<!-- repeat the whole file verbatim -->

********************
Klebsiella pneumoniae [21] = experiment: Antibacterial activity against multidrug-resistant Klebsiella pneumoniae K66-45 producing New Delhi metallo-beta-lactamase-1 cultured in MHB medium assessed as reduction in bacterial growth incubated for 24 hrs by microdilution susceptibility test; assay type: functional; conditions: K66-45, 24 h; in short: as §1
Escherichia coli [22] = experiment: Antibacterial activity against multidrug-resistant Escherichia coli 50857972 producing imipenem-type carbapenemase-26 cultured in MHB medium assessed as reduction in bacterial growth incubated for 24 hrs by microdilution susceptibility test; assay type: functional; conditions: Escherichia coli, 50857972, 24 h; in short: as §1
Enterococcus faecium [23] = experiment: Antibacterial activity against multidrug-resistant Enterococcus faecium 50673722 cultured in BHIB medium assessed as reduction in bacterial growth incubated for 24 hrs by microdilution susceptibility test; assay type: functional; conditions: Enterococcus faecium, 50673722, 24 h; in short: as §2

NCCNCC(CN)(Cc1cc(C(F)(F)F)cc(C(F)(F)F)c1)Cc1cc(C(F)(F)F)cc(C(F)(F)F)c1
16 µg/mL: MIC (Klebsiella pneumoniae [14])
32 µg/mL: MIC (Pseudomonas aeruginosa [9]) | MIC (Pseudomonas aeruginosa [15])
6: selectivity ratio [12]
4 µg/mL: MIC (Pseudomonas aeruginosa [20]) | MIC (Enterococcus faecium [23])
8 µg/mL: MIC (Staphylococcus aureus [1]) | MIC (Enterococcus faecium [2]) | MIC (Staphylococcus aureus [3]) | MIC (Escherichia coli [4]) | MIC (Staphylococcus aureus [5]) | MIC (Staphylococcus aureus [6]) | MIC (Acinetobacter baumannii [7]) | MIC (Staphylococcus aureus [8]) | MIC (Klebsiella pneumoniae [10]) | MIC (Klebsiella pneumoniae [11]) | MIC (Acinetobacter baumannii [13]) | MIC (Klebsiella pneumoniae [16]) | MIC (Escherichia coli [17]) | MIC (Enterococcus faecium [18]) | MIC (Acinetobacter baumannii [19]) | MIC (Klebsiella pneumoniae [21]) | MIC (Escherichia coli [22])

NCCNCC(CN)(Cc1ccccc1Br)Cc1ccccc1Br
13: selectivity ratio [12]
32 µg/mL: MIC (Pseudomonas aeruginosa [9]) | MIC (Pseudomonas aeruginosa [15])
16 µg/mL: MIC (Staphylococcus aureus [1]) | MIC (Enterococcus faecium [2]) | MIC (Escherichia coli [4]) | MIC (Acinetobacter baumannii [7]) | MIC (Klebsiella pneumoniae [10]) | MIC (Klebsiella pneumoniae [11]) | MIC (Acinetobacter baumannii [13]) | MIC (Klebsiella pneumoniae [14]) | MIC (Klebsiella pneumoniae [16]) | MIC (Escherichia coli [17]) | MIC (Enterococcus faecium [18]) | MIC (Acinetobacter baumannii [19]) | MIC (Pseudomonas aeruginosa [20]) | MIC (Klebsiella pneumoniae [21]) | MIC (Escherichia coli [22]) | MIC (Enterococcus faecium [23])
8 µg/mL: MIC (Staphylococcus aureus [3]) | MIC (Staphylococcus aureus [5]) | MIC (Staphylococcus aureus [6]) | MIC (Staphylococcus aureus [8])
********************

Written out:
Klebsiella pneumoniae [21] = experiment: Antibacterial activity against multidrug-resistant Klebsiella pneumoniae K66-45 producing New Delhi metallo-beta-lactamase-1 cultured in MHB medium assessed as reduction in bacterial growth incubated for 24 hrs by microdilution susceptibility test; assay type: functional; conditions: K66-45, 24 h; in short: as §1
Escherichia coli [22] = experiment: Antibacterial activity against multidrug-resistant Escherichia coli 50857972 producing imipenem-type carbapenemase-26 cultured in MHB medium assessed as reduction in bacterial growth incubated for 24 hrs by microdilution susceptibility test; assay type: functional; conditions: Escherichia coli, 50857972, 24 h; in short: as §1
Enterococcus faecium [23] = experiment: Antibacterial activity against multidrug-resistant Enterococcus faecium 50673722 cultured in BHIB medium assessed as reduction in bacterial growth incubated for 24 hrs by microdilution susceptibility test; assay type: functional; conditions: Enterococcus faecium, 50673722, 24 h; in short: as §2

NCCNCC(CN)(Cc1cc(C(F)(F)F)cc(C(F)(F)F)c1)Cc1cc(C(F)(F)F)cc(C(F)(F)F)c1
16 µg/mL: MIC (Klebsiella pneumoniae [14])
32 µg/mL: MIC (Pseudomonas aeruginosa [9]) | MIC (Pseudomonas aeruginosa [15])
6: selectivity ratio [12]
4 µg/mL: MIC (Pseudomonas aeruginosa [20]) | MIC (Enterococcus faecium [23])
8 µg/mL: MIC (Staphylococcus aureus [1]) | MIC (Enterococcus faecium [2]) | MIC (Staphylococcus aureus [3]) | MIC (Escherichia coli [4]) | MIC (Staphylococcus aureus [5]) | MIC (Staphylococcus aureus [6]) | MIC (Acinetobacter baumannii [7]) | MIC (Staphylococcus aureus [8]) | MIC (Klebsiella pneumoniae [10]) | MIC (Klebsiella pneumoniae [11]) | MIC (Acinetobacter baumannii [13]) | MIC (Klebsiella pneumoniae [16]) | MIC (Escherichia coli [17]) | MIC (Enterococcus faecium [18]) | MIC (Acinetobacter baumannii [19]) | MIC (Klebsiella pneumoniae [21]) | MIC (Escherichia coli [22])

NCCNCC(CN)(Cc1ccccc1Br)Cc1ccccc1Br
13: selectivity ratio [12]
32 µg/mL: MIC (Pseudomonas aeruginosa [9]) | MIC (Pseudomonas aeruginosa [15])
16 µg/mL: MIC (Staphylococcus aureus [1]) | MIC (Enterococcus faecium [2]) | MIC (Escherichia coli [4]) | MIC (Acinetobacter baumannii [7]) | MIC (Klebsiella pneumoniae [10]) | MIC (Klebsiella pneumoniae [11]) | MIC (Acinetobacter baumannii [13]) | MIC (Klebsiella pneumoniae [14]) | MIC (Klebsiella pneumoniae [16]) | MIC (Escherichia coli [17]) | MIC (Enterococcus faecium [18]) | MIC (Acinetobacter baumannii [19]) | MIC (Pseudomonas aeruginosa [20]) | MIC (Klebsiella pneumoniae [21]) | MIC (Escherichia coli [22]) | MIC (Enterococcus faecium [23])
8 µg/mL: MIC (Staphylococcus aureus [3]) | MIC (Staphylococcus aureus [5]) | MIC (Staphylococcus aureus [6]) | MIC (Staphylococcus aureus [8])